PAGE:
Water transport

Matthew J. Linton linton at biology.ucla.edu
Thu Apr 8 15:43:08 EST 1999


I would also suggest that one read Sperry's reply in American Scientist.  I
actually find the "temperature" of this debate to be about right.  It has
paved the way for a "rebirth" of plant water relations and has led to many
new experiments and techniques as scientists have reconsidered water
transport in xylem, including papers in Science, Nature, new grant money,
etc...  Controversy is great for any scientific topic!

I worked with John Sperry as an undergraduate for 2 years, so I admit that I
am a bit partial to the traditional view.

The only reason that new theories have been proposed is because some find it
difficult to believe that xylem water can be under such large tensions (very
negative pressures) and remain in the liquid state.  The pressures are,
indeed, predicted to be incredibly low (as low as -10 MPa).  If one can make
the admission that large tensions can exist in xylem sap then there is no
need for competing hypotheses (including Canny's theory), since the
cohesion-tension is by far the simplest (and supported by huge amounts of
data).

There have been two groups of relatively recent experiments that have
supported either:

1)  Large negative pressure are not possible or 2) Large negative pressures
are possible

I'll say a bit about each:


1)The pressure probe experiments (Zimmermann, U and others, see:
Zimmermann, et al, Annals of Botany 76:545-551  and Plant, Cell and
Environment 17: 1169-1181) are elegant studies that attempted to measure
xylem pressures (and the point of xylem cavitation i.e., the pressure at
which the xylem sap vaporizes) directly.  These experiments suggested that
pressures in xylem conduits aren't nearly as negative as the C-T theory
predicts and that cavitation of xylem conduits occurs at pressure from 0
to -1 MPa.  The major question with the pressure probe technique is whether
the point of cavitation is the same for intact conduits as those that have
been punctured with a xylem probe (John Sperry says this all more elegantly
in the American Scientist article).  The answer is no.  In fact, the C-T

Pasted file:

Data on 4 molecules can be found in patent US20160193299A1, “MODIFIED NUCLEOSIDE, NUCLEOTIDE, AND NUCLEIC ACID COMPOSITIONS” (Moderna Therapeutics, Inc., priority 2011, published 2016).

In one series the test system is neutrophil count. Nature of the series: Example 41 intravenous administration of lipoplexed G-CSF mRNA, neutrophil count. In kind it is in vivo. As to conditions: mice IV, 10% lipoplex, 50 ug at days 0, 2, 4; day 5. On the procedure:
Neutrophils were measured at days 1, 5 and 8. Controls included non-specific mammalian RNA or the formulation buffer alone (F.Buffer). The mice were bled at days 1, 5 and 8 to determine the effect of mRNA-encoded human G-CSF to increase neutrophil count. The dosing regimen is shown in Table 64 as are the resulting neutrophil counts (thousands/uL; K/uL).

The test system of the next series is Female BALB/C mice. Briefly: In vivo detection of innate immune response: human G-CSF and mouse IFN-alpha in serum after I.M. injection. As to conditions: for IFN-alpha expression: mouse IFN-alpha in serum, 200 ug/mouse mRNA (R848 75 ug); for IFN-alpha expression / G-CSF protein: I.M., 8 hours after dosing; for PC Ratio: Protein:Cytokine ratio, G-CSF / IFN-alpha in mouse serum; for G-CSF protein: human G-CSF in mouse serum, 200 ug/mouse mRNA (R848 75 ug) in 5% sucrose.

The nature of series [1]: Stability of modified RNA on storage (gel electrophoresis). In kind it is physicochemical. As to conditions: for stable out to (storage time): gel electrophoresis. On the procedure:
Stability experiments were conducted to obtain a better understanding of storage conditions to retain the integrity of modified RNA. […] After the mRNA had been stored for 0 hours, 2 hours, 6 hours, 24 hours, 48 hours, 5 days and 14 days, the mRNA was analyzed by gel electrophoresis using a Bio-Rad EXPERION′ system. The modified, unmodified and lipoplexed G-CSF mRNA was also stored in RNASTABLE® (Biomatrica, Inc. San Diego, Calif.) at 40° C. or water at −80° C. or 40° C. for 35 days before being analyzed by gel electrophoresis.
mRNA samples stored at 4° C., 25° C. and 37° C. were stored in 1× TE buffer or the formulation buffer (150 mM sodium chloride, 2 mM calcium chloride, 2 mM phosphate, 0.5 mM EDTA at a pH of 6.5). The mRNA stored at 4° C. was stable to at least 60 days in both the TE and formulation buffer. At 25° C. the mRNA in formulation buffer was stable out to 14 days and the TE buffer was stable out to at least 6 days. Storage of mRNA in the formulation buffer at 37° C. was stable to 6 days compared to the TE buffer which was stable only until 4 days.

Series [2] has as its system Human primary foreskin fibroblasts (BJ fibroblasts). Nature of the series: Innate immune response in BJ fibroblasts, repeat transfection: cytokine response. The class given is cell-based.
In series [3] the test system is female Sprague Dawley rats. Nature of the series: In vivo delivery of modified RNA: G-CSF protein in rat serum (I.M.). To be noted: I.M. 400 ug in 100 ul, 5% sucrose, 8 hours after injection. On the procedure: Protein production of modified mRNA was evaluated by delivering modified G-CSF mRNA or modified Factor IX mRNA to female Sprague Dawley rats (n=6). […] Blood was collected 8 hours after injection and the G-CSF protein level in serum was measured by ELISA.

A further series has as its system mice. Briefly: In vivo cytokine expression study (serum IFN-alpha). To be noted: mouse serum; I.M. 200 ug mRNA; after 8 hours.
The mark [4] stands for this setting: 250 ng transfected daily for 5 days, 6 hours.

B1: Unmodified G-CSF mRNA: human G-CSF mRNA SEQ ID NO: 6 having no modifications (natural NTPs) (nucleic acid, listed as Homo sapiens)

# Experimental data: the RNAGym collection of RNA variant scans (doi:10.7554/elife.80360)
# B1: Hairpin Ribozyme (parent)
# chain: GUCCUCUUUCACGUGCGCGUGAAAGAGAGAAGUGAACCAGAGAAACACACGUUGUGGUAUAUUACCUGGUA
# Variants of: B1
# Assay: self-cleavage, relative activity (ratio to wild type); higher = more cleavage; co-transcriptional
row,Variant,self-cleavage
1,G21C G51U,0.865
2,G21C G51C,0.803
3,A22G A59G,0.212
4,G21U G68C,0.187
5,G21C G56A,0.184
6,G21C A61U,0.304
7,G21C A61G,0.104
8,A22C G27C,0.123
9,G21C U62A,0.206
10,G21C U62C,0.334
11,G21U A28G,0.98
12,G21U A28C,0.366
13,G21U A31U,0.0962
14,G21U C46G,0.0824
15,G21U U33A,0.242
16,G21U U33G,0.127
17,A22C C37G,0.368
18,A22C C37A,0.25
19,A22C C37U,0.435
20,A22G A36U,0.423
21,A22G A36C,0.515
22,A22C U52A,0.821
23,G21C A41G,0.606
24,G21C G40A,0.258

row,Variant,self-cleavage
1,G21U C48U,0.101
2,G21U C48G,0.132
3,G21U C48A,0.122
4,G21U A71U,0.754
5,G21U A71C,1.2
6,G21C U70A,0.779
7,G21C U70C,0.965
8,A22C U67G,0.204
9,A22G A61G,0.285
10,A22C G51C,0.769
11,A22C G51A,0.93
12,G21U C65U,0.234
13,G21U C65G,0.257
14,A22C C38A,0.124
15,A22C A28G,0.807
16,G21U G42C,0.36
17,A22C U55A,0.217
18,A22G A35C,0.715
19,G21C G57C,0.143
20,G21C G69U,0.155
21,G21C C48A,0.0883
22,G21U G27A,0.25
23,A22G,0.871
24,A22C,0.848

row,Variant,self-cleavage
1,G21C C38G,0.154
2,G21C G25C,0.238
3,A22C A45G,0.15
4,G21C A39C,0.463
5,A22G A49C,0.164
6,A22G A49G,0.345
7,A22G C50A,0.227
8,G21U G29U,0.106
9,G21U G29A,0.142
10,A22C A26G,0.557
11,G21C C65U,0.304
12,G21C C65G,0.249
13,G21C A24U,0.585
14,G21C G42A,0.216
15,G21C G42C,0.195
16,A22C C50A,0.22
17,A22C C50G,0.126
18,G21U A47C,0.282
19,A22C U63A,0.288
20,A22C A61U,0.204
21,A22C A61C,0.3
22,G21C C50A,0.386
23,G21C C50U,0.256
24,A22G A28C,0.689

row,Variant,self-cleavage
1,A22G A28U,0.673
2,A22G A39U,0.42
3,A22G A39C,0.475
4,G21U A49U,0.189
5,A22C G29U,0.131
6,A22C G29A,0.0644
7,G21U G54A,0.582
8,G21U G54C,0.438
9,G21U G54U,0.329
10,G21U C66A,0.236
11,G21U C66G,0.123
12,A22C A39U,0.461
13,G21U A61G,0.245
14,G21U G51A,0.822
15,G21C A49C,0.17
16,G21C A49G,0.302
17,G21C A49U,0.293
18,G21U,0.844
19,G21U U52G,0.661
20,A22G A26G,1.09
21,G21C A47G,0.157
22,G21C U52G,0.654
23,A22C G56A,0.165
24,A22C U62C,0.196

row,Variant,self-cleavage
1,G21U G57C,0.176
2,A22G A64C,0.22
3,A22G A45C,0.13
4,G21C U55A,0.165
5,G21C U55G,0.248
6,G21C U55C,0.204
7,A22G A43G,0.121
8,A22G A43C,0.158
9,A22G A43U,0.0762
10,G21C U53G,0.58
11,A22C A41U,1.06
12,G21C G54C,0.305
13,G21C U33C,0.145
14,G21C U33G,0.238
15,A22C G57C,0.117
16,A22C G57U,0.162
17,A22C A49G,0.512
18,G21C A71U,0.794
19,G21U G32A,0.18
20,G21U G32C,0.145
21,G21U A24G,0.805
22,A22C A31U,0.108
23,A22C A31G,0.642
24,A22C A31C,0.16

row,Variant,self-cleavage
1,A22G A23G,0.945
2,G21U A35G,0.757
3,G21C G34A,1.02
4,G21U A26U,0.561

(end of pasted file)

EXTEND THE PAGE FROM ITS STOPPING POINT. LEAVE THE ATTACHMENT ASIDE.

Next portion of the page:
theory predicts that a pressure probe will be unable to measure xylem
pressure because it will cause xylem cavitation.

2) In support of the C-T theory and large negative pressures, there are the
centriguation experiments by both Sperry (see Pockman, et al Nature
378:715-716) and Holbrook (see Science 270: 1193-1194).  Here, centrifugal
forces were used to generate large negative pressure in xylem and measure
the effect on hydraulic transport.  Both these studies (and others
subsequently) show quite clearly that the pressures necessary for the C-T
theory can occur in xylem conduits and only cause limited cavitation
(depending on the species).

In the final analysis, the centrifuge experiments are much more convincing
that those of the pressure probe.

Very recently, Canny (and his wife, McCully-see Plant Physiology,
119:1001-1008) have come out with additional studies that look at cavitation
in corn roots that show cavitation and refilling at relatively high
pressures (from 0 to -1 MPa).  I admit that these data appear to support
quite strongly Canny's theories.  I will only say that there are reasonable
interpretations of their data within the context of the C-T theory.

My experience in talking with other plant physiologists--some of them quite
prominent (including Park Nobel, my graduate advisor) is that there are few,
if any. water-relations specialists that are ready to accept Canny's theory.
He brings up some very good arguements that should cause us to re-examine
our traditional understanding but they fall quite short of calling for an
entire rejection of the cohesion-tension theory.

I hope there is more comment on this topic.
--
Matthew J. Linton
Department of Organismic Biology, Ecology, and Evolution
UCLA
Los Angeles, CA 90095-1606
Phone:  (310) 206-8382
linton at biology.ucla.edu





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